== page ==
Kaltes Atmosphärendruckplasma aus dem piezobrush® PZ3

Pretreatment with plasma in rocket development

Space Team Aachen uses the piezobrush® PZ3 for pretreatment with plasma in rocket development. In an application report, the student association provides insight into the work with the handheld device and the results achieved.

Motivation for the use of plasma

In the STAHR (Space Team Aachen Hybrid Rocket) project of Space Team Aachen e.V., a student experimental rocket with a self-developed hybrid engine is being constructed. The project is supervised by DLR (German Aerospace Center) within the framework of the STERN program. DLR’s STERN program (Student Experimental Rockets) offers aerospace engineering students at German universities the opportunity to plan and build their own rocket projects and launch them from the Esrange Space Center in northern Sweden. The rocket will launch in late 2024 and fly at speeds of up to Mach 1.4 to an altitude of at least 10 km. Almost all components will be developed in-house, from the flight computer to the engine and structural components.

The Project STAHR rocket is made of CFRP tubes. It is scheduled for launch at the end of 2024.
Fig. 1. As part of the STAHR project, Space Team Aachen is developing an experimental rocket to be launched at the end of 2024.

The main elements of the rocket structure are the so-called body tubes. These are tubes made of carbon and glass-fiber reinforced plastic. Each rocket section consists of one tube. The individual sections are connected by aluminum interfaces glued into the tubes. The glued connection from the tube to the interface is a critical connection in the rocket. If it fails, the flight is a failure.

The CFRP tubes are bonded with aluminum interfaces.
Fig. 2. Each rocket section consists of a tube made of CFRP. The individual sections are connected via aluminum interfaces glued into the tubes (see figure).
Pretreatment with plasma in rocket development: a finished prototype of CFRP tubes bonded with aluminum interfaces
Fig. 3. The finished prototype consists of a tube made of carbon and glass fiber reinforced plastic and an aluminum interface.

To achieve the best possible joint strength, suitable surface pretreatment of the bonding surfaces is essential. As part of a series of tensile shear tests in accordance with DIN 1465 at the Institute of Welding and Joining Technology (ISF) in Aachen, we first tested various pretreatments. Sandblasting on the aluminum interface and pretreatment with plasma on the carbon fiber-reinforced plastic (CFRP) proved to be the most suitable. For the plasma treatment, we used the piezobrush® PZ3 handheld plasma device at the institute. Its small form factor makes the device perfect for use inside the rocket’s carbon fiber tubes. It can also be taken anywhere in its carrying case, which is important for us since we work at different institutes in Aachen and thus need to be mobile.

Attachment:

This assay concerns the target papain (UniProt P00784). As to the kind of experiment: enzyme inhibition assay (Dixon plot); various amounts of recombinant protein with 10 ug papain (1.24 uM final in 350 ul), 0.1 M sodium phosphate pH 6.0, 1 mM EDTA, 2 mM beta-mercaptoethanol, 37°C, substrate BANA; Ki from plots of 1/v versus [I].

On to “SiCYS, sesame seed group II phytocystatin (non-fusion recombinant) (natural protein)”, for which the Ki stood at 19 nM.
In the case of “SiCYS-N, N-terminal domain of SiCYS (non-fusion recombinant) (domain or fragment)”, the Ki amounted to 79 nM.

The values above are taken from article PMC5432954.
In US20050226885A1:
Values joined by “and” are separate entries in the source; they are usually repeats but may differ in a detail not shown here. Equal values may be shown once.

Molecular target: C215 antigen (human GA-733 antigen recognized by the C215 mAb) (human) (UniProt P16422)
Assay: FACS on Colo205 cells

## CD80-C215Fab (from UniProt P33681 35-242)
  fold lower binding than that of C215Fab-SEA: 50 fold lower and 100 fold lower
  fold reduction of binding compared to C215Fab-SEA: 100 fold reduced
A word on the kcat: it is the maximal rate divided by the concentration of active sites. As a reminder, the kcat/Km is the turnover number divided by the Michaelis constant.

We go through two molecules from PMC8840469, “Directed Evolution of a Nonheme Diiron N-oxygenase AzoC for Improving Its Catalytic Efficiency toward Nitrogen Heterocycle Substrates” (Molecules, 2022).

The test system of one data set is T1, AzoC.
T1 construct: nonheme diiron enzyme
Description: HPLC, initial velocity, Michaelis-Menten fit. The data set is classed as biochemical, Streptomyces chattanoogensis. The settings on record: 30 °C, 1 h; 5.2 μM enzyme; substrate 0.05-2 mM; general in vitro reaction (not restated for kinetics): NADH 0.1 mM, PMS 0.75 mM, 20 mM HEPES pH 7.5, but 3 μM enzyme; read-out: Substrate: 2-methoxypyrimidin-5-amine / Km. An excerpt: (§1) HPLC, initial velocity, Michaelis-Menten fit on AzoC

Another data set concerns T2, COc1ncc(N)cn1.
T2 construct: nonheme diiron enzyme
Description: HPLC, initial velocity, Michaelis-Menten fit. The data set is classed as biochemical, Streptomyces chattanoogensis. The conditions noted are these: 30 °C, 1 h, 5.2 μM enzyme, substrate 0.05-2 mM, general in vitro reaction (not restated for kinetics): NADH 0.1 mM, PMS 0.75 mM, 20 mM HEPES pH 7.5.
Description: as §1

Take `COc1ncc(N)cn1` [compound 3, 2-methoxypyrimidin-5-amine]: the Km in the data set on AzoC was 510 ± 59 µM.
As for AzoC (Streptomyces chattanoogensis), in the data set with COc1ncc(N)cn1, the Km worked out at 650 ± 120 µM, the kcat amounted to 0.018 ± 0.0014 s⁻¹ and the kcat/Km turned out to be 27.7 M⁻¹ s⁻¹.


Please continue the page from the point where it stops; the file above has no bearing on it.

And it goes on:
Production of a section prototype

In order to experimentally validate the structure of the rocket, we made a prototype rocket section. The prototype consists of a carbon fiber reinforced tube bonded to two aluminum interfaces. This was the first time we used the piezobrush® PZ3 plasma handheld device on a real rocket component. Before surface treatment, we thoroughly cleaned all bonding surfaces with isopropanol. The pretreatment of the inside of the carbon fiber reinforced tube worked very well. The compact size of the unit made surface activation inside the tube possible in the first place.

Treatment of CFRP with the piezobrush PZ3 plasma handheld unit
Fig. 4. For better adhesion in rocket construction, the CFRP tubes are pretreated with the piezobrush® PZ3 plasma handheld device.

Alternative pretreatment methods such as lasering would be difficult to implement due to the limited space. On the recommendation of Relyon Plasma, we used the device not only for surface activation of the carbon fiber-reinforced tube, but also for additional cleaning of the sandblasted surface of the aluminum interface. Here we initially had the problem that the device switched off the plasma after a few seconds. However, a quick look at the manual quickly remedied the situation: The shutdown is a protective function, which is activated if the device does not make contact with the component within five seconds. With this function in mind, further handling of the interface worked without a hitch. Results of the test series, for which we produced the prototype, are not yet available. These will be carried out at the end of August.

The aluminum interfaces can also be pretreated with plasma.
Fig. 5. The aluminum interfaces can also be treated with plasma.

Due to the practical handling and the compact form factor, which is important for our application, we have firmly integrated the use of the piezobrush® PZ3 plasma handset into our production process.

About Space Team Aachen

Space Team Aachen is an association that offers interested students of RWTH and FH Aachen the opportunity to participate in pioneering space research. The growing team currently consists of more than 140 members. They are developing their own hybrid and liquid rocket engines. In addition, the highly motivated researchers also participate in international rocket competitions with their innovative developments. The team works closely with numerous renowned partners from science and industry.

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